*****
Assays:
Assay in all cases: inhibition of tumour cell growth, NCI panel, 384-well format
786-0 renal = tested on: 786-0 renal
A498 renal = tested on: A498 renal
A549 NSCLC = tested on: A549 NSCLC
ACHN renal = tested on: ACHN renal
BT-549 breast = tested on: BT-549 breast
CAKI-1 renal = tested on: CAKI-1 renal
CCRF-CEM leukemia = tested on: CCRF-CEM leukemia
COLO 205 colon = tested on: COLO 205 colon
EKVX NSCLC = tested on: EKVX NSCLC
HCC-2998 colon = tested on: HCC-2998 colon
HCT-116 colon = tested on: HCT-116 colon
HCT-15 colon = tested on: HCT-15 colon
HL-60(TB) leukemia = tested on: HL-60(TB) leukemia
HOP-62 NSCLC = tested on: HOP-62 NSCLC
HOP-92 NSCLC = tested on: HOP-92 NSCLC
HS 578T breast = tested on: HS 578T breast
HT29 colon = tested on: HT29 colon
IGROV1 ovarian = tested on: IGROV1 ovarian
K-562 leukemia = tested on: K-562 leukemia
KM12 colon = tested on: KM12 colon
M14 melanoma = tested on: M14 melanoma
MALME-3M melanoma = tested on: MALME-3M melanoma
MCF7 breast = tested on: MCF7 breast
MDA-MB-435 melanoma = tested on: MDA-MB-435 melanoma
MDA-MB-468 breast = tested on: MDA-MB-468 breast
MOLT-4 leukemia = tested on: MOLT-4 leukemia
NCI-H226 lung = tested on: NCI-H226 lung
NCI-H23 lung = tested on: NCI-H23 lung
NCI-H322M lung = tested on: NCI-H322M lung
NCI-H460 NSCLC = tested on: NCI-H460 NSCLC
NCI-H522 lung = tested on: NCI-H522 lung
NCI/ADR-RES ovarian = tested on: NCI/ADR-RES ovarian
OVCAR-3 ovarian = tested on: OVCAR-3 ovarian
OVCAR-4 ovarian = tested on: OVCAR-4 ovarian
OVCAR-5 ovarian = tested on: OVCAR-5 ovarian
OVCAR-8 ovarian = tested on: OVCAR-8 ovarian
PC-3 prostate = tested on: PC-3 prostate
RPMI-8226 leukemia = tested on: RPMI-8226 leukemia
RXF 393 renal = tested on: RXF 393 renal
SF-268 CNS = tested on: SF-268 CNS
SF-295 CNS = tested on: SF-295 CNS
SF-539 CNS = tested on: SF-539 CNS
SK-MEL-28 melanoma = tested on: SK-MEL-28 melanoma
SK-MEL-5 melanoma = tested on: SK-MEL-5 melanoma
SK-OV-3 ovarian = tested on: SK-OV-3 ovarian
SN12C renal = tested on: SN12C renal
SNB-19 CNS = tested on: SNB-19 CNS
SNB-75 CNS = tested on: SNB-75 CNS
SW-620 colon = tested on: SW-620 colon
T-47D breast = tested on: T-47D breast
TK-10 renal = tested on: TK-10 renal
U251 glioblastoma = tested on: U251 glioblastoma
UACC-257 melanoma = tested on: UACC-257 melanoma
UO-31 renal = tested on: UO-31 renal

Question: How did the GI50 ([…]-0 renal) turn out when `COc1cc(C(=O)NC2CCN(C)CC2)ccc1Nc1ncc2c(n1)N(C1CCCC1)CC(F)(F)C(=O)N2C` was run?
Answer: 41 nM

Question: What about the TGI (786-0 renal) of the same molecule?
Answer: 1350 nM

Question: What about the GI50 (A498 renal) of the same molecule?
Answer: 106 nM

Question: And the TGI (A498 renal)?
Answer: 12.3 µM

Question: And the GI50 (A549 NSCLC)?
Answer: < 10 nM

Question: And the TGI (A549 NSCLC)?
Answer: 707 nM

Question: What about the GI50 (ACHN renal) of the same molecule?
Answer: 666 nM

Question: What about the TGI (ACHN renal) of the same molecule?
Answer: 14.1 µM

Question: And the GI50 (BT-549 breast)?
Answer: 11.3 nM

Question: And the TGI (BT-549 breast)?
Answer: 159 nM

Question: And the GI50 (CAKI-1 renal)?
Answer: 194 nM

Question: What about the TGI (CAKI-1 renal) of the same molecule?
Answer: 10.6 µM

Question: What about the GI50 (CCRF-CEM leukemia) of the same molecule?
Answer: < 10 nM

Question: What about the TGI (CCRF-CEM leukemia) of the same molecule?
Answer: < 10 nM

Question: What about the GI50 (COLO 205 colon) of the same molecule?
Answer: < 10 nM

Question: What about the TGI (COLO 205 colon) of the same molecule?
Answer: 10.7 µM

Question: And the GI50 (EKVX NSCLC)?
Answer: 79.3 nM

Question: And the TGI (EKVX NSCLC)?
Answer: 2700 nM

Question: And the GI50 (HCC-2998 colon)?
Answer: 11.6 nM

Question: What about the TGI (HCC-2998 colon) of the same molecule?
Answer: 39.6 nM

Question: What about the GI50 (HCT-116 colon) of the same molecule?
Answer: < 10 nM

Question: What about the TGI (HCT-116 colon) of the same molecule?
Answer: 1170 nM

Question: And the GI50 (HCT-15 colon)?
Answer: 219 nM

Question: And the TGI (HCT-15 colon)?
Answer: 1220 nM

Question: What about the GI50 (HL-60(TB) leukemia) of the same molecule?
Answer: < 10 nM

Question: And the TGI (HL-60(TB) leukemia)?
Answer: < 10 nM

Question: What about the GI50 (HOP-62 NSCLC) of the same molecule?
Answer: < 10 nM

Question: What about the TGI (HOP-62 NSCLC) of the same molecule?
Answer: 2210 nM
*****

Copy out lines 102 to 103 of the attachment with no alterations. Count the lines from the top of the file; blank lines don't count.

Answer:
Answer: 219 nM

Question: And the TGI (HCT-15 colon)?